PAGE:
43. When you come into the theater, you have to be willing to say, “We’re all here to undergo a communion, to find out what is going on in this world.” If you’re not willing to say that, what you get is entertainment instead of art, and poor entertainment at that.
44. An American will fight for three things.’” “…a girl,” Sam said. “Yes. A girl, himself, or ‘to save the world.
45. Accepted nowhere, belonging nowhere, The Human Ant is forced to roam the world, half-ant, half-cow.
46. Today, as in ancient Rome, when all avenues of success have been traveled and all prizes won, the final prize is the delusion of godhead.
47. It is more frightening but it is not less productive to go your own way, to form your own theatre company, to write and stage your own plays, to make your own films. You have an enormously greater chance of eventually presenting yourself to, and eventually appealing to, an audience by striking out on your own, by making your own plays and films, than by submitting to the industrial model of the school and studio.
48. The anti-Stratfordians hold that Shakespeare didn’t write Shakespeare’s plays—it was another fellow of the same name, or of a different name. In this they invert the megalomaniacal equation and make themselves not the elect, but the superior of the elect. Barred from composing Shakespeare’s plays by a regrettable temporal accident, they, in the fantasy of most every editor, accept the mantle of primum mobile, consign the (falsely named) creator to oblivion, and turn to the adulation of the crowd for their deed of discovery and insight—so much more thoughtful and intellectual than the necessarily sloppy work of the writer.
49. My generation has a giddy delight in dissolution. […] To inspire the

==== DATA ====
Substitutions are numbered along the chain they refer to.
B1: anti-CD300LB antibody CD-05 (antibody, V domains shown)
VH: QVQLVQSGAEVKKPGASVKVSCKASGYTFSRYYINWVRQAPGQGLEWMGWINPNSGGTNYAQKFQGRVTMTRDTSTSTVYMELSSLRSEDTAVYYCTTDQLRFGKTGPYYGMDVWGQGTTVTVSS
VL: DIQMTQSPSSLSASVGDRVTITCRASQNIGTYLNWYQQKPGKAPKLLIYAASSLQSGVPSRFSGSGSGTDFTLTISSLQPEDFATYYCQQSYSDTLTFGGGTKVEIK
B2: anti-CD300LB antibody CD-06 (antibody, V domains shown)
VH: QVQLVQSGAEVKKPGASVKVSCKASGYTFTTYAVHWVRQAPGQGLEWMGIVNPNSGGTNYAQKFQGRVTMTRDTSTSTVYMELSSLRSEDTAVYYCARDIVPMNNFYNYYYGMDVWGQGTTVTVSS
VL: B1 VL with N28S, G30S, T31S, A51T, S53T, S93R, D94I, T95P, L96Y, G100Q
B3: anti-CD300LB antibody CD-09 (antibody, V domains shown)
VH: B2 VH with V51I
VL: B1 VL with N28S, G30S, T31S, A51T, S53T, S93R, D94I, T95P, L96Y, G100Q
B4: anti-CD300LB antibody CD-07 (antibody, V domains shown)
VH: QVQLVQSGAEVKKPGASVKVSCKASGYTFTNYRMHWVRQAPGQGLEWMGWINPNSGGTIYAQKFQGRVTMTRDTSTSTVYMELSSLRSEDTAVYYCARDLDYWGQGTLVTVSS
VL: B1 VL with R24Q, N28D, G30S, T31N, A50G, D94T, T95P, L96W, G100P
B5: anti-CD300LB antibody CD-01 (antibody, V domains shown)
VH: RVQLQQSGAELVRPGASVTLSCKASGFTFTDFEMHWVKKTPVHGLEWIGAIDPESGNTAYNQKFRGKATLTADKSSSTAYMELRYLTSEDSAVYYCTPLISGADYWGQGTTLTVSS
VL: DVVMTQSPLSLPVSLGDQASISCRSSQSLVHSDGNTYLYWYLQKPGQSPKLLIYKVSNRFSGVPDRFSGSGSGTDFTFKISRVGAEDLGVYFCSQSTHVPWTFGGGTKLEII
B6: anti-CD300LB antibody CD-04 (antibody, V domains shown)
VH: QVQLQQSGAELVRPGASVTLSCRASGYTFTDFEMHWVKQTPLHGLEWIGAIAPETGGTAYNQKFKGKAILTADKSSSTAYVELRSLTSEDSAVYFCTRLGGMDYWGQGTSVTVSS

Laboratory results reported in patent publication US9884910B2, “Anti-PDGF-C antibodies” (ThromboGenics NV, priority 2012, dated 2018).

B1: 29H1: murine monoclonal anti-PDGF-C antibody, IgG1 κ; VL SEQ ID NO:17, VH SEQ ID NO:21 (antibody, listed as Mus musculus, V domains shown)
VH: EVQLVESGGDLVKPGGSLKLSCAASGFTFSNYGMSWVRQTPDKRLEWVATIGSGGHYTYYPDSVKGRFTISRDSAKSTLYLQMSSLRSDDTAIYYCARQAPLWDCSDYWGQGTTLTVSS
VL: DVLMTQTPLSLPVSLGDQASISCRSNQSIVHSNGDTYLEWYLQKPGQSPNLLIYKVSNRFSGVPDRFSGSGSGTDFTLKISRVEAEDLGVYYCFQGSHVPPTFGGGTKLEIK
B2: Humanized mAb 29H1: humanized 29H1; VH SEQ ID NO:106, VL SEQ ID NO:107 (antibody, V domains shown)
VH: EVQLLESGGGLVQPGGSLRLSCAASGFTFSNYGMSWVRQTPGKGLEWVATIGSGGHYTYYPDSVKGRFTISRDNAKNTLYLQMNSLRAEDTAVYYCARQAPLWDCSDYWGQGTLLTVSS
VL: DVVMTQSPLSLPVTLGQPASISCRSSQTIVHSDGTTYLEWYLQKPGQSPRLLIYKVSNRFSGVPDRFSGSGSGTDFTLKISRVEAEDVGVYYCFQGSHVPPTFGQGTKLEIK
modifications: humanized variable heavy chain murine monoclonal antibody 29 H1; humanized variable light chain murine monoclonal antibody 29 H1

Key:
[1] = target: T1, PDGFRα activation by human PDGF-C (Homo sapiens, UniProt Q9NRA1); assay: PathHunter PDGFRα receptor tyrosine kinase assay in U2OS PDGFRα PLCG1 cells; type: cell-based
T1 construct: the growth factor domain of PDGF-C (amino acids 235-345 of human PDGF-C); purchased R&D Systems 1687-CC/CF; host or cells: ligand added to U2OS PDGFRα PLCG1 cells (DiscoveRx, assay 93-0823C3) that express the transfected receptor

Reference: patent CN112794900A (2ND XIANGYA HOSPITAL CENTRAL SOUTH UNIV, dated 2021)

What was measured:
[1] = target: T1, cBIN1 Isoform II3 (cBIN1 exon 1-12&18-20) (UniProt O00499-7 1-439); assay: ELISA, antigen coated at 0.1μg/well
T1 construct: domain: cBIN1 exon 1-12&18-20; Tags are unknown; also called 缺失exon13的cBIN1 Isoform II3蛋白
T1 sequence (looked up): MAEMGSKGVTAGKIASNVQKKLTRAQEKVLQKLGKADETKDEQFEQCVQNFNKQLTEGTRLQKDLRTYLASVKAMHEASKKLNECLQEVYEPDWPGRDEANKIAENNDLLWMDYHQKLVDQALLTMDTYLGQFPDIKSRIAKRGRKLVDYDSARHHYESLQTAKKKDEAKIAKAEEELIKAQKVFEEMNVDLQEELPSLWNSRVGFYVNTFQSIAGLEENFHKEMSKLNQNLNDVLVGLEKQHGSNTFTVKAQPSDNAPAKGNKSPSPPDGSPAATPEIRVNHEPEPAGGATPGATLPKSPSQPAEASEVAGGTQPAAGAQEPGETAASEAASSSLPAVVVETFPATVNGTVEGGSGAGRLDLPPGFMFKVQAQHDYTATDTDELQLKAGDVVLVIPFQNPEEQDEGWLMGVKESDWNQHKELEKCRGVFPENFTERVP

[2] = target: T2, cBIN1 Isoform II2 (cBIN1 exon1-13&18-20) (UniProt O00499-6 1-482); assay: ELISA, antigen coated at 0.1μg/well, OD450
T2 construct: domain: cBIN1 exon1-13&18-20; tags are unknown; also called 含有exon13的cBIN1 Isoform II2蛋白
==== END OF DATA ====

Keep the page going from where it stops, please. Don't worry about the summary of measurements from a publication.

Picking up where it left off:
unsophisticated young to demand “change” is an easy and a cheap trick— it was the tactic of the Communist Internationale in the thirties, another “movement.[…] We were self-taught in the sixties to award ourselves merit for membership in a superior group–irrespective of our
group’s accomplishments. We continue to do so, irrespective of accomplishments, individual or communal, having told each other we were special. We learned that all one need do is refrain from trusting
anybody over thirty; that all people are alike, and to judge their behavior was “judgmental”; that property is theft. As we did not investigate these assertions or their implications, we could not act
upon them and felt no need to do so. For we were the culmination of history, superior to all those misguided who had come before, which is to say all humanity. Though we had never met a payroll, fought for an education, obsessed about the rent, raised a child, carried a weapon for our country, or searched for work. Though we had never been in sufficient distress to call upon God, we indicted those who had. And continue to do so.
50. In the abstract, we may envision an Olympian perfection of perfect beings in Washington doing the business of their employers, the people, but any of us who has ever been at a zoning meeting with our property at stake is aware of the urge to cut through all the pernicious bullshit and go straight to firearms.
51. However much our quotidian cares consume us, our dreamtime is too valuable, and will be devoted to problems not susceptible to rational consideration.
52. Don’t call your wife baby
53. The audience wants to be piqued, to be misled, to be disappointed at times, so that it can, finally, be fulfilled. The audience therefore needs the second act to end with a question.
54. The millennia-long evolution of the human family as a means of dealing with the environment was discarded by my generation of fantasists, in favor of a concept not only artificial, but inchoate: “freedom”—the pursuit of which has led to misery.
55. For we rationalize, objectify, and personalize the process of the game exactly as we do that of a play, a drama. For, finally, it is a drama, with meaning for our lives. Why else would we watch it?
56. But shame, a breaking open of the heart before God, leads, so the Rabbis say, to that true self-knowledge necessary for change. For
57. The leaf of the camomile, parboiled in water, conduces to calm. And yet I do not worship it.
58. The political impulse, similarly, must, however manifested, proceed from a universal urge to order social relations. Emotions
59. The audience can endorse the triviality of modern art, but they can’t like it.
60. The man had been the head of the postwar European operation called Aliyah Bet, the clandestine resettlement of the Jewish remnant of the Holocaust in Palestine. He had come to this position as a senior member of the Palmach, the fighting arm of the Haganah, which was the underground Jewish Army in Palestine, under the British Mandate.